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Support schemes for renewable electricity in the EU

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  • Joan Canton
  • �sa Johannesson Lind�n

Abstract

This paper discusses the level and design of support schemes used to promote renewable electricity in Europe. A theoretical model is presented to determine optimal renewable energy policies. Policies that solely aim to address environmental externalities and energy security risks are unlikely to make renewable power technologies competitive. Learning effects and spillovers are necessary to justify the need for support schemes. The analysis suggests that feed-in premiums guaranteed in addition to the electricity market price should be preferred over feed-in tariffs, which provide the eligible power producer with a guaranteed price. The premiums should be time limited and frequently reviewed. Once the technology becomes competitive, tradable green certificates would be a more suitable support instrument. As regards wind energy, the available estimates of externalities suggest that levels are probably too high in many Member States. In addition, the current promotion of photovoltaics could possibly be more cost-efficient if it targeted technology development more directly.

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Bibliographic Info

Paper provided by Directorate General Economic and Monetary Affairs (DG ECFIN), European Commission in its series European Economy - Economic Papers with number 408.

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Length: 61 pages
Date of creation: Apr 2010
Date of revision:
Handle: RePEc:euf:ecopap:0408

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Keywords: european union; eu; setzer; wolff; van den Noord; euro area; money; heterogeneity; money holdings;

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References

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  1. Fischer, Carolyn & Newell, Richard G., 2008. "Environmental and technology policies for climate mitigation," Journal of Environmental Economics and Management, Elsevier, vol. 55(2), pages 142-162, March.
  2. Lehmann, Paul, 2009. "Climate Policies with Pollution Externalities and Learning Spillovers," MPRA Paper 21353, University Library of Munich, Germany.
  3. Katja Schumacher & Michael Kohlhaas, 2007. "Learning-by-Doing in the Renewable Energy Equipment Industry or in Renewable Electricity Production: Why Does It Matter to Differentiate?," Discussion Papers of DIW Berlin 692, DIW Berlin, German Institute for Economic Research.
  4. Arthur van Benthem & Kenneth Gillingham & James Sweeney, 2008. "Learning-by-Doing and the Optimal Solar Policy in California," The Energy Journal, International Association for Energy Economics, vol. 0(Number 3), pages 131-152.
  5. Papineau, Maya, 2006. "An economic perspective on experience curves and dynamic economies in renewable energy technologies," Energy Policy, Elsevier, vol. 34(4), pages 422-432, March.
  6. Patrik Söderholm & Ger Klaassen, 2007. "Wind Power in Europe: A Simultaneous Innovation–Diffusion Model," Environmental & Resource Economics, European Association of Environmental and Resource Economists, vol. 36(2), pages 163-190, February.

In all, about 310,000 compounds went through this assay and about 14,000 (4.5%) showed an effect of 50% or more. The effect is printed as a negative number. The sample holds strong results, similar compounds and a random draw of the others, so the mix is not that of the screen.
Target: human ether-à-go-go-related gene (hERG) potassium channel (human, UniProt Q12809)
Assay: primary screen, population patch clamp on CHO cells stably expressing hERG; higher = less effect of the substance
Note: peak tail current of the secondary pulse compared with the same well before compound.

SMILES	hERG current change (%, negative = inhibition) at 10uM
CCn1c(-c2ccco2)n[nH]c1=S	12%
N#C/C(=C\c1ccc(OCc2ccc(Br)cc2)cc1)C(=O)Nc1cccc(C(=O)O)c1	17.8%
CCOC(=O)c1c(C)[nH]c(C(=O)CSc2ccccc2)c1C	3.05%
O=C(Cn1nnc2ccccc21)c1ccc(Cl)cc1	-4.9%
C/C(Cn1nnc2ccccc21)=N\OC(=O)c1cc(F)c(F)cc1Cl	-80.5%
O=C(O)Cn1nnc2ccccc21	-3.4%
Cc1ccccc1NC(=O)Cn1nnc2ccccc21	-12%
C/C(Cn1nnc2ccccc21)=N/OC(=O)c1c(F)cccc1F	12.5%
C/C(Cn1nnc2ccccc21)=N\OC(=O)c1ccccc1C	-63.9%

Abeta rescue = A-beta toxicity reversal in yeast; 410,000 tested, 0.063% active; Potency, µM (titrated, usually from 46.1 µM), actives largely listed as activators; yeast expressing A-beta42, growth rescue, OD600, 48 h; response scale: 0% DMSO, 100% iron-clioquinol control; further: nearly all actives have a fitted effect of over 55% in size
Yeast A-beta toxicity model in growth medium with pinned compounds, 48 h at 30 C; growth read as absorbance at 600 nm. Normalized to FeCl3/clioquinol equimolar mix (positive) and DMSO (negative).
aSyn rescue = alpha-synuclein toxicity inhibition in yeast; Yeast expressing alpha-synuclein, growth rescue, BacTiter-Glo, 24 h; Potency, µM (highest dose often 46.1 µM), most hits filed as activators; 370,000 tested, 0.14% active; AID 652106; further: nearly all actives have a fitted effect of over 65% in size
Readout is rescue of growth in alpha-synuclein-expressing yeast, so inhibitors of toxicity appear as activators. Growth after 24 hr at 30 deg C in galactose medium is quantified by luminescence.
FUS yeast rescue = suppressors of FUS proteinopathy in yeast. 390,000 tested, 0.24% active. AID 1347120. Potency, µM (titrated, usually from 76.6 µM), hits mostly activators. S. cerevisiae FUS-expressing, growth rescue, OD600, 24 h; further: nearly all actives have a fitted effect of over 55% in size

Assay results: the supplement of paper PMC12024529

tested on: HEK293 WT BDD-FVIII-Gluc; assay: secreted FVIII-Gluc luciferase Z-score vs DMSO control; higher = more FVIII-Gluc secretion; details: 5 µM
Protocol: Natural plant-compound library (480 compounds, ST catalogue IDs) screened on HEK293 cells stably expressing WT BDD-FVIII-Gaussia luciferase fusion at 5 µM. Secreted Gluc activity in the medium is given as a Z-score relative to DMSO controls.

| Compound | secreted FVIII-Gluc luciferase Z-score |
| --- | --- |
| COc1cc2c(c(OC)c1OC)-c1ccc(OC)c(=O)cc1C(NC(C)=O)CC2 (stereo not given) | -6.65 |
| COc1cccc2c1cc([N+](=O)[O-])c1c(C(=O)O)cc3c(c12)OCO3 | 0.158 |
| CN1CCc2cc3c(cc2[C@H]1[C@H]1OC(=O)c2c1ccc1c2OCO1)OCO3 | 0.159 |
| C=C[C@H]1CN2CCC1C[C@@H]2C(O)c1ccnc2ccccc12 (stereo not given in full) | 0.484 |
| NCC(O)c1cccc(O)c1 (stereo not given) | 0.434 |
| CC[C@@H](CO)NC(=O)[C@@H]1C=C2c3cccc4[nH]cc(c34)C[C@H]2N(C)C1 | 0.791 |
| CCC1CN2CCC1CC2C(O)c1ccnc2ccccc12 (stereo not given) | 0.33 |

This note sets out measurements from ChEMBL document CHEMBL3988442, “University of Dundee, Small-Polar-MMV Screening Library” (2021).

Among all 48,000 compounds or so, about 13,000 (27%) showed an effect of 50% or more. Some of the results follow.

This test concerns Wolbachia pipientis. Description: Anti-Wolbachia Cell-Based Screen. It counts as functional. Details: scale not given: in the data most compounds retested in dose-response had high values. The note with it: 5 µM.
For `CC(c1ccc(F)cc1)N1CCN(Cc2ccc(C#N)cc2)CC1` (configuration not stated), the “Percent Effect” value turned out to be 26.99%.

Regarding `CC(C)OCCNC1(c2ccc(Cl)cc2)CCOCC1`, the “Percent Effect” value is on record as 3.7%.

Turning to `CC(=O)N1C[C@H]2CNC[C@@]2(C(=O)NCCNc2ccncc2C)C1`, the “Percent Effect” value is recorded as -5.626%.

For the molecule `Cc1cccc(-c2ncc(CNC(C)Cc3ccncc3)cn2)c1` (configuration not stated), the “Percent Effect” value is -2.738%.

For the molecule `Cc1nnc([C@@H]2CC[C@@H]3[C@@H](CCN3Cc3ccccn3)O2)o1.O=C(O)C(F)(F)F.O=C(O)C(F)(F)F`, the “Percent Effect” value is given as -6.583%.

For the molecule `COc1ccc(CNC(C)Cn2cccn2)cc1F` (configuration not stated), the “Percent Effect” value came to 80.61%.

7. Nick Johnstone & Ivan Haščič & David Popp, 2010. "Renewable Energy Policies and Technological Innovation: Evidence Based on Patent Counts," Environmental & Resource Economics, European Association of Environmental and Resource Economists, vol. 45(1), pages 133-155, January.
  8. del Rio, Pablo, 2005. "A European-wide harmonised tradable green certificate scheme for renewable electricity: is it really so beneficial?," Energy Policy, Elsevier, vol. 33(10), pages 1239-1250, July.
  9. Jeroen de Joode & Douwe Kingma & Mark Lijesen, 2004. "Energy policies and risks on energy markets; a cost-benefit analysis," CPB Special Publication 51, CPB Netherlands Bureau for Economic Policy Analysis.
  10. William D. Nordhaus, 2006. "The "Stern Review" on the Economics of Climate Change," NBER Working Papers 12741, National Bureau of Economic Research, Inc.
  11. Kruyt, Bert & van Vuuren, D.P. & de Vries, H.J.M. & Groenenberg, H., 2009. "Indicators for energy security," Energy Policy, Elsevier, vol. 37(6), pages 2166-2181, June.
  12. Reichenbach, Johanna & Requate, Till, 2012. "Subsidies for renewable energies in the presence of learning effects and market power," Resource and Energy Economics, Elsevier, vol. 34(2), pages 236-254.
  13. Bläsi, Albrecht & Requate, Till, 2005. "Learning-by-Doing with Spillovers in Competitive Industries, Free Entry, and Regulatory Policy," Economics Working Papers 2005,09, Christian-Albrechts-University of Kiel, Department of Economics.
  14. Finon, Dominique, 2007. "Pros and cons of alternative policies aimed at promoting renewables," EIB Papers 11/2007, European Investment Bank, Economics Department.
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Cited by:
  1. Janina Ketterer & Jana Lippelt, 2011. "Kurz zum Klima: Zur Entwicklung der erneuerbaren Energien," Ifo Schnelldienst, Ifo Institute for Economic Research at the University of Munich, vol. 64(21), pages 37-40, November.
  2. Larsson, Simon & Fantazzini, Dean & Davidsson, Simon & Kullander, Sven & Höök, Mikael, 2014. "Reviewing electricity production cost assessments," Renewable and Sustainable Energy Reviews, Elsevier, vol. 30(C), pages 170-183.

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